Nagma mistakes Obelix, by the way, for the great sage, Akoaotaki, which is an anagram for Takao Aoki, who did the manga, “Beyblade.” Of all the mangaka in the world for Uderzo to anagram, he picked “Beyblade“? Maybe it was more popular in France than over here….
So, yes, Uderzo is constructing a narrative in which his Franco-Belgian comic book characters can unite with the all-powerful galactic power of Walt Disney to fight back the impending invasion of manga.
“Asterix and the Falling Sky” was publishing in 2007, just at that time when the kids were sitting in aisles of Borders bookstores devouring those thick black and white blocks of Japanese comics.
As with some fandom segments here in America, there are those more traditional comic readers in Europe who were not happy about the manga invasion 10 – 15 years ago. It’s an argument that still shows up to this day.
I’m not saying that Albert Uderzo is starting to look like the old man waving his fist at the young whippersnappers playing in his front lawn, but — well, yeah, that’s pretty much exactly what I’m saying, I think.
Or maybe not, because Toon and the Nagma agree to work together after their giant set piece battle in the skies. (They’re equally bad for the French BD industry, I guess?) That venture is never well explained, and it breaks down in a couple of pages anyway, so never mind. I’m sure there’s a parallel there to the real world somehow. Was there a famous project between a mangaka and a dessinateur that fell apart in the early 2000s?
Asterix and — Politics?!?
There’s more to this book than just the comic book references, though. There are a few hints towards Uderzo’s dislike of American influence on French society. First, obviously, there’s the very idea of superheroes. As much as traditional BD readers don’t like manga, many of them look askance at superheroes, too.
The super-clones only eat the all-American staple, hot dogs, which disgusts the Gauls. (I think Obelix is worried that they’re going to eat Dogmatix.)
Toon at one point refers to his leader as “Hubs,” which has to mean Bush, right? Would it have hurt him to come up with an anagram for “George W. Bush”?
So let’s re-center the whole storyline.
Toon is coming to Gaul to remove the Magic Potion that gives them power so that their enemy, the Nagmas, can’t invade to get the Magic Potion and do worse things with it. It’s not a perfect analogy to the Gulf War of the early 2000s, but there are enough elements here. The Magic Potion is seen here as a Weapon of Mass Destruction… Toon references the “Galactic council of the wise”, which would have to be the U.N., though some might debate that description.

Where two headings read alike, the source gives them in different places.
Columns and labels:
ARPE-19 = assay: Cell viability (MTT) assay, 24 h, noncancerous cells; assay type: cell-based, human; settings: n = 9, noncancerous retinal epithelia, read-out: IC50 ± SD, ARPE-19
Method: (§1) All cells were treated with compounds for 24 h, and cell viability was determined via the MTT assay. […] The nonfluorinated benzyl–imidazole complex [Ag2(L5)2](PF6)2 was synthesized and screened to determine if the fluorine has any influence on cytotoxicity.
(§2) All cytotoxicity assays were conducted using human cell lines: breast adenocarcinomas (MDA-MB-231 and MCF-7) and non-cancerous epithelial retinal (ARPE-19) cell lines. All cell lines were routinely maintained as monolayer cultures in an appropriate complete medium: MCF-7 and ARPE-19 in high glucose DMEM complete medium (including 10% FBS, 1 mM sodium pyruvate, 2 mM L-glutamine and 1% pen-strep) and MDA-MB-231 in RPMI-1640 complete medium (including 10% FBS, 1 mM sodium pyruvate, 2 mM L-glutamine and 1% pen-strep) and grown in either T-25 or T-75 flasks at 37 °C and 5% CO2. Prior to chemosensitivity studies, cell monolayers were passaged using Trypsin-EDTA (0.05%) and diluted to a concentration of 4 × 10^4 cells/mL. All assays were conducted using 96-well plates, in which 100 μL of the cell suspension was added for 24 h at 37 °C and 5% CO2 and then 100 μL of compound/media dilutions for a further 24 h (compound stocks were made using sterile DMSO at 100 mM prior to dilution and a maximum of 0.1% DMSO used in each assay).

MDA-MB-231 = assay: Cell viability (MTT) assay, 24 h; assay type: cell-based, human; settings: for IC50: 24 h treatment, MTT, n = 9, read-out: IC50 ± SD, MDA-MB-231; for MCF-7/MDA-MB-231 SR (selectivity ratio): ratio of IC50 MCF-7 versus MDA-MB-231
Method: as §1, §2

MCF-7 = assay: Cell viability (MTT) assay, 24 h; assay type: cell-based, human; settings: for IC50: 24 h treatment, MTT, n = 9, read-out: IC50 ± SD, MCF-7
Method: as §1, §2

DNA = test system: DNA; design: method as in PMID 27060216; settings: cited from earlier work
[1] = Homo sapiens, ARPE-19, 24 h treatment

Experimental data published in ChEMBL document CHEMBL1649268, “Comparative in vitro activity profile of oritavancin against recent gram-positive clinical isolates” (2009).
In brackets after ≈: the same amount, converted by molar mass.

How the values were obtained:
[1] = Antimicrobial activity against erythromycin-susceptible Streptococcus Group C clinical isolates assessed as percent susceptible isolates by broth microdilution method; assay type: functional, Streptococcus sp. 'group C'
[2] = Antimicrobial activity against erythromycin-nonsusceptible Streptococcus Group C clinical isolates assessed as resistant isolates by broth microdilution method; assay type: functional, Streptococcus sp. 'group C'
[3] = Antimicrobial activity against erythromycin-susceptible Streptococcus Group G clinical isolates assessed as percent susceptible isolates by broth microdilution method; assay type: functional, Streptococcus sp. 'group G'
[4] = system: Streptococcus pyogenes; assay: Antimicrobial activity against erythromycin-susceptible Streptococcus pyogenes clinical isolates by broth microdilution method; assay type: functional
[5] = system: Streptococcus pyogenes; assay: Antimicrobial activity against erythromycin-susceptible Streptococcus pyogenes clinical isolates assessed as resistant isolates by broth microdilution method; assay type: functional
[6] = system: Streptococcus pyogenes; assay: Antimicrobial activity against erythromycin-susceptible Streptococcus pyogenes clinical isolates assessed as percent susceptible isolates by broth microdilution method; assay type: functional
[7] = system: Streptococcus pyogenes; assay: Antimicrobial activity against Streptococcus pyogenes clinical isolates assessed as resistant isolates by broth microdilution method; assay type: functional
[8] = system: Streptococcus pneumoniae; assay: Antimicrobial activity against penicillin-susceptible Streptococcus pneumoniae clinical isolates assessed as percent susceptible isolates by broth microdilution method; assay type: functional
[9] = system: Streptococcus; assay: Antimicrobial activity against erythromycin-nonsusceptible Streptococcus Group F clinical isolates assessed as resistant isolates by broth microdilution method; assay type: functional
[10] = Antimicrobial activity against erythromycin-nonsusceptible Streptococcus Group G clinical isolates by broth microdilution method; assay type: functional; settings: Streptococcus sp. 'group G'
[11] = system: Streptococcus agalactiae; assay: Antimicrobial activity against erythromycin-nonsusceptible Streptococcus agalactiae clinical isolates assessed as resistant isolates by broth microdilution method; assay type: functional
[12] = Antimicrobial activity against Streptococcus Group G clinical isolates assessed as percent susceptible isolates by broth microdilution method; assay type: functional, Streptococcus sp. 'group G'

Yes, Uderzo is layering meanings into his story. Bet you never thought you’d see that in an Asterix book, post-Goscinny! Of course, Goscinny probably would have structured this with other European nations in the different roles, as opposed to manga and Disney. Uderzo likes the fantasy more. I’ve given up fighting that particular fight…
I can only image what kind of story he would come up with today, given the state of politics in both America and France.
If there’s one thing a veteran Asterix reader will notice instantly in this book, it’s that Uderzo is using bigger panels here. Whether it’s to mimic more of the manga look or the American superhero look, there’s an actual splash page in this book, and panels that stretch across two or three tiers. There’s even a nod to decompression, when it takes three panels and a half page to show a rocket ship taking off.
I’m also fairly certain at this point that we’re seeing less of Uderzo’s work on the page than ever. By this time, he had a studio built up around him. He has an inker who’s capable of drawing the comic himself. The finished artwork is just too smooth and too perfect. I wouldn’t be surprised if someone else, entirely, was doing backgrounds — and likely basing them off of drawings from previous albums. It would be a smart production hack to get the books out on any kind of schedule.